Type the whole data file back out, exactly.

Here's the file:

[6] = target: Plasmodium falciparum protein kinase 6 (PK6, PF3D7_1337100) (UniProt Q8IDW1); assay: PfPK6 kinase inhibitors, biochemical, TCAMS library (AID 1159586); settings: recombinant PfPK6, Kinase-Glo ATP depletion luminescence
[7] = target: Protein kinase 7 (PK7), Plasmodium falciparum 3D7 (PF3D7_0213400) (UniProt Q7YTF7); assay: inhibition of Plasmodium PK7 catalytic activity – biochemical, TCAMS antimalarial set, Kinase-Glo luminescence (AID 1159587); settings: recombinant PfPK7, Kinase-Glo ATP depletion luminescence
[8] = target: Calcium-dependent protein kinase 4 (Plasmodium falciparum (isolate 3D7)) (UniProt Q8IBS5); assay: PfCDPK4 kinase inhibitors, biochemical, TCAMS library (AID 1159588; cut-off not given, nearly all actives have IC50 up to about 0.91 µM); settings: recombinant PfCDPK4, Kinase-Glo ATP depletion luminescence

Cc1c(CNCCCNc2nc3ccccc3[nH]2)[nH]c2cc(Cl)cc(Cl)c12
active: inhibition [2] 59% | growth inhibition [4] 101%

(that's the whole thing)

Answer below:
[6] = target: Plasmodium falciparum protein kinase 6 (PK6, PF3D7_1337100) (UniProt Q8IDW1); assay: PfPK6 kinase inhibitors, biochemical, TCAMS library (AID 1159586); settings: recombinant PfPK6, Kinase-Glo ATP depletion luminescence
[7] = target: Protein kinase 7 (PK7), Plasmodium falciparum 3D7 (PF3D7_0213400) (UniProt Q7YTF7); assay: inhibition of Plasmodium PK7 catalytic activity – biochemical, TCAMS antimalarial set, Kinase-Glo luminescence (AID 1159587); settings: recombinant PfPK7, Kinase-Glo ATP depletion luminescence
[8] = target: Calcium-dependent protein kinase 4 (Plasmodium falciparum (isolate 3D7)) (UniProt Q8IBS5); assay: PfCDPK4 kinase inhibitors, biochemical, TCAMS library (AID 1159588; cut-off not given, nearly all actives have IC50 up to about 0.91 µM); settings: recombinant PfCDPK4, Kinase-Glo ATP depletion luminescence

Cc1c(CNCCCNc2nc3ccccc3[nH]2)[nH]c2cc(Cl)cc(Cl)c12
active: inhibition [2] 59% | growth inhibition [4] 101%